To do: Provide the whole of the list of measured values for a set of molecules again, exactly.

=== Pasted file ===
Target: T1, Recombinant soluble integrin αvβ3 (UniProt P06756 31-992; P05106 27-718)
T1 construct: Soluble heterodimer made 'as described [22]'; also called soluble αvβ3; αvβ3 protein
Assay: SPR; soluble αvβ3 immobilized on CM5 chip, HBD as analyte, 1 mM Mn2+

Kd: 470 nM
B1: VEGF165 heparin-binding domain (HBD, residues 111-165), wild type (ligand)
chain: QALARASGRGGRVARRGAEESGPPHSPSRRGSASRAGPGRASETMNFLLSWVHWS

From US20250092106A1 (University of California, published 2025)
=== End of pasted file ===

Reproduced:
Target: T1, Recombinant soluble integrin αvβ3 (UniProt P06756 31-992; P05106 27-718)
T1 construct: Soluble heterodimer made 'as described [22]'; also called soluble αvβ3; αvβ3 protein
Assay: SPR; soluble αvβ3 immobilized on CM5 chip, HBD as analyte, 1 mM Mn2+

Kd: 470 nM
B1: VEGF165 heparin-binding domain (HBD, residues 111-165), wild type (ligand)
chain: QALARASGRGGRVARRGAEESGPPHSPSRRGSASRAGPGRASETMNFLLSWVHWS

From US20250092106A1 (University of California, published 2025)